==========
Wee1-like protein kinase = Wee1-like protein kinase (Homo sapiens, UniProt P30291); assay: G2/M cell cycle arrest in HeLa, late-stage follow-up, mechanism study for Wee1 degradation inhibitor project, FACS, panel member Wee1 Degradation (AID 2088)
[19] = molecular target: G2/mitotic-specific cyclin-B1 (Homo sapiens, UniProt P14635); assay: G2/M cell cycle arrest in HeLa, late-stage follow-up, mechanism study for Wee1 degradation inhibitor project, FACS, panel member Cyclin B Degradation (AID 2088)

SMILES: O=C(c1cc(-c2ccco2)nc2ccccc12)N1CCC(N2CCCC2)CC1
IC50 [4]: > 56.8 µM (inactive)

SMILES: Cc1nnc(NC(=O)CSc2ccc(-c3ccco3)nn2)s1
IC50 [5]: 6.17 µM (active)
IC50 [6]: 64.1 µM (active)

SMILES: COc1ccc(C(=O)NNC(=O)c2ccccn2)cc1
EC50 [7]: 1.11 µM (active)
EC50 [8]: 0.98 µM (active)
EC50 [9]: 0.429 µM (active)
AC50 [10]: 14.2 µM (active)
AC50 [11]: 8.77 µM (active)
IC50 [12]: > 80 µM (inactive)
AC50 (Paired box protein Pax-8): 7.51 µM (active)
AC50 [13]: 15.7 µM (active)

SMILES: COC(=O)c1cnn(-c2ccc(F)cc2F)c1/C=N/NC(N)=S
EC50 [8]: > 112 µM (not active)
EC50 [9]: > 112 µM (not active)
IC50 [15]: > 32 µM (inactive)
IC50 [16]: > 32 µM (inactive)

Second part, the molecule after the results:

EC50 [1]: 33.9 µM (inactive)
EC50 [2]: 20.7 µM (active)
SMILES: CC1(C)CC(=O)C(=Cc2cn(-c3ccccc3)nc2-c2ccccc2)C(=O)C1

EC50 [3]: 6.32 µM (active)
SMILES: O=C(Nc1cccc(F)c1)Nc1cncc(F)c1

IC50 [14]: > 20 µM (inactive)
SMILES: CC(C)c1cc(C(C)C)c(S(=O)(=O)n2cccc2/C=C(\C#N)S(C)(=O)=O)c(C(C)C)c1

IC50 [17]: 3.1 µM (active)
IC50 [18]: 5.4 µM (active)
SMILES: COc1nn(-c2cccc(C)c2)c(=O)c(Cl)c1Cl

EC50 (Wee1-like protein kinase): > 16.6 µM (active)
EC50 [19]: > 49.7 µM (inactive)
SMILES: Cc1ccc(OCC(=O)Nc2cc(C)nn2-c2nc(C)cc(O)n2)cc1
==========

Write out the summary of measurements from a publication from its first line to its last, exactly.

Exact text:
Wee1-like protein kinase = Wee1-like protein kinase (Homo sapiens, UniProt P30291); assay: G2/M cell cycle arrest in HeLa, late-stage follow-up, mechanism study for Wee1 degradation inhibitor project, FACS, panel member Wee1 Degradation (AID 2088)
[19] = molecular target: G2/mitotic-specific cyclin-B1 (Homo sapiens, UniProt P14635); assay: G2/M cell cycle arrest in HeLa, late-stage follow-up, mechanism study for Wee1 degradation inhibitor project, FACS, panel member Cyclin B Degradation (AID 2088)

SMILES: O=C(c1cc(-c2ccco2)nc2ccccc12)N1CCC(N2CCCC2)CC1
IC50 [4]: > 56.8 µM (inactive)

SMILES: Cc1nnc(NC(=O)CSc2ccc(-c3ccco3)nn2)s1
IC50 [5]: 6.17 µM (active)
IC50 [6]: 64.1 µM (active)

SMILES: COc1ccc(C(=O)NNC(=O)c2ccccn2)cc1
EC50 [7]: 1.11 µM (active)
EC50 [8]: 0.98 µM (active)
EC50 [9]: 0.429 µM (active)
AC50 [10]: 14.2 µM (active)
AC50 [11]: 8.77 µM (active)
IC50 [12]: > 80 µM (inactive)
AC50 (Paired box protein Pax-8): 7.51 µM (active)
AC50 [13]: 15.7 µM (active)

SMILES: COC(=O)c1cnn(-c2ccc(F)cc2F)c1/C=N/NC(N)=S
EC50 [8]: > 112 µM (not active)
EC50 [9]: > 112 µM (not active)
IC50 [15]: > 32 µM (inactive)
IC50 [16]: > 32 µM (inactive)

Second part, the molecule after the results:

EC50 [1]: 33.9 µM (inactive)
EC50 [2]: 20.7 µM (active)
SMILES: CC1(C)CC(=O)C(=Cc2cn(-c3ccccc3)nc2-c2ccccc2)C(=O)C1

EC50 [3]: 6.32 µM (active)
SMILES: O=C(Nc1cccc(F)c1)Nc1cncc(F)c1

IC50 [14]: > 20 µM (inactive)
SMILES: CC(C)c1cc(C(C)C)c(S(=O)(=O)n2cccc2/C=C(\C#N)S(C)(=O)=O)c(C(C)C)c1

IC50 [17]: 3.1 µM (active)
IC50 [18]: 5.4 µM (active)
SMILES: COc1nn(-c2cccc(C)c2)c(=O)c(Cl)c1Cl

EC50 (Wee1-like protein kinase): > 16.6 µM (active)
EC50 [19]: > 49.7 µM (inactive)
SMILES: Cc1ccc(OCC(=O)Nc2cc(C)nn2-c2nc(C)cc(O)n2)cc1